Yesterday we went on a cultural tour of Lanús (the district within which Monte Chingolo is located). The ministry of culture organises outings during school holidays for children to get to know the district a little better. They came and picked us up in a small bus around lunchtime and we were off to see Lanús!
The first stop on the journey was the house of the first Mayor of Lanús. You can imagine the children's excitement! (yes, sarcasm). There were photos on the walls of famous generals and political leaders, a couple of pieces of old furniture, and an exhibition dedicated to old communication technology (cameras, video recorders, phones, and music players). To the children's credit, they weren’t as bored as the adults where. This was a zero-interaction tour. The words ‘don’t touch’ were used on several occasions.
Behind the house was the local council’s building for microenterprise. Inside we were given a brief presentation. The discourse was basically, “Hey kids, this has nothing to do with you, but if you know of an adult that would like to make a mini business then they could come here”. Once again, the children were very respectful of those providing the small tour.
The next part of the tour was definitely the highlight. We stopped at a small playground jam-packed to maximum capacity with kids on school holiday. The parents were all sitting around the perimeter keeping an eye on their young ones. The main attraction was a halfpipe skateboard ramp. The sides were just high enough to make it relatively challenging for most kids to be able to reach the top. There would have been at least 30 children at any time running, climbing, dodging, and scrambling to reach the top.
It was absolute chaos, but at the same time, the perfect environment for a team-building exercise created by the kids. The bigger kids could reach the top by themselves with a good run-up. The smaller kids needed help. We (I had to join in) spent about half an hour non-stop, scaling the edges, dragging the little ones to the top by any means possible. Afterward, dropping back down into the pipe and having another go. There was a mixture of kids from Food for Thought and numerous other children on their school holidays. In the end, it didn’t matter who was trying to get to the top, you would just grab any hand that was offered and drag that person to the top in the manner that worked at that present moment in time.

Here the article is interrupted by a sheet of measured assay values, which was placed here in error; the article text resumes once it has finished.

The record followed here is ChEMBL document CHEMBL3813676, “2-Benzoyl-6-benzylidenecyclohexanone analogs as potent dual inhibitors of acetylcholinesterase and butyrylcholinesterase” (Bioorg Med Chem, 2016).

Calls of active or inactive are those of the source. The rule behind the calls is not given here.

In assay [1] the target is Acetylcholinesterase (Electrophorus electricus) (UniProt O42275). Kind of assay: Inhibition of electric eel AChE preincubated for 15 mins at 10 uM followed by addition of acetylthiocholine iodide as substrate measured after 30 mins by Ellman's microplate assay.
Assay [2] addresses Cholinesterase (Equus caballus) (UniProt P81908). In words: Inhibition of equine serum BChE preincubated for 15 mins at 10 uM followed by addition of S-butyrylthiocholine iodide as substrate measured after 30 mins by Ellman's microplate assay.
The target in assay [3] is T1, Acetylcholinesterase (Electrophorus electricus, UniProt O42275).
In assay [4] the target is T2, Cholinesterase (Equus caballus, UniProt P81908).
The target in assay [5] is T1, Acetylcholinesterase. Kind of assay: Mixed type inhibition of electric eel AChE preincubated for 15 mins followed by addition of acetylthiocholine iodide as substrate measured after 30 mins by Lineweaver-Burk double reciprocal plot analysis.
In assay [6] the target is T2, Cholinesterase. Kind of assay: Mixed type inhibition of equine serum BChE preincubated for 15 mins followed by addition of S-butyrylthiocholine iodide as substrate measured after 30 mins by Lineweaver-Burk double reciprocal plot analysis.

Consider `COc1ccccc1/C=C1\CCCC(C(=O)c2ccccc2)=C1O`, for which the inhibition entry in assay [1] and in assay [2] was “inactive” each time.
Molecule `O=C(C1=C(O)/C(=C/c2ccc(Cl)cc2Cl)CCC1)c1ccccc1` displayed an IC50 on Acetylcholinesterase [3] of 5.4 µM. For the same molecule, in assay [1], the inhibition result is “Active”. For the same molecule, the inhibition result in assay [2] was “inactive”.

Unfortunately, the fun and learning had to end, and the tour continued. Next stop was an art exhibition. The life collection of a local artist was on show. The art pieces were great. All sorts of collages, colours, mixtures of materials, and in three dimensions as well. After the excitement of the playground, even though interesting, the art exhibition didn’t quite match up. Especially because of those two famous words that would have to be on the list for ‘world’s most confusing words for kids’, “don’t touch”. The immediate response, as if a reflexive reaction, is the exact opposite of their intended meaning.
We then finished off the day with a short bus ride back to the venue. I love getting out and about with the kids. It didn’t matter too much to me that the tour was almost a complete waste of time. The skateboard ramp and 2 bus rides each side of the tour made enough excitement for the day. The kids were amazingly respectful and tolerant of the tour but ended up created a fun learning experience for themselves. The best thing that the adults did that day was providing the transport to and from the skateboard ramp!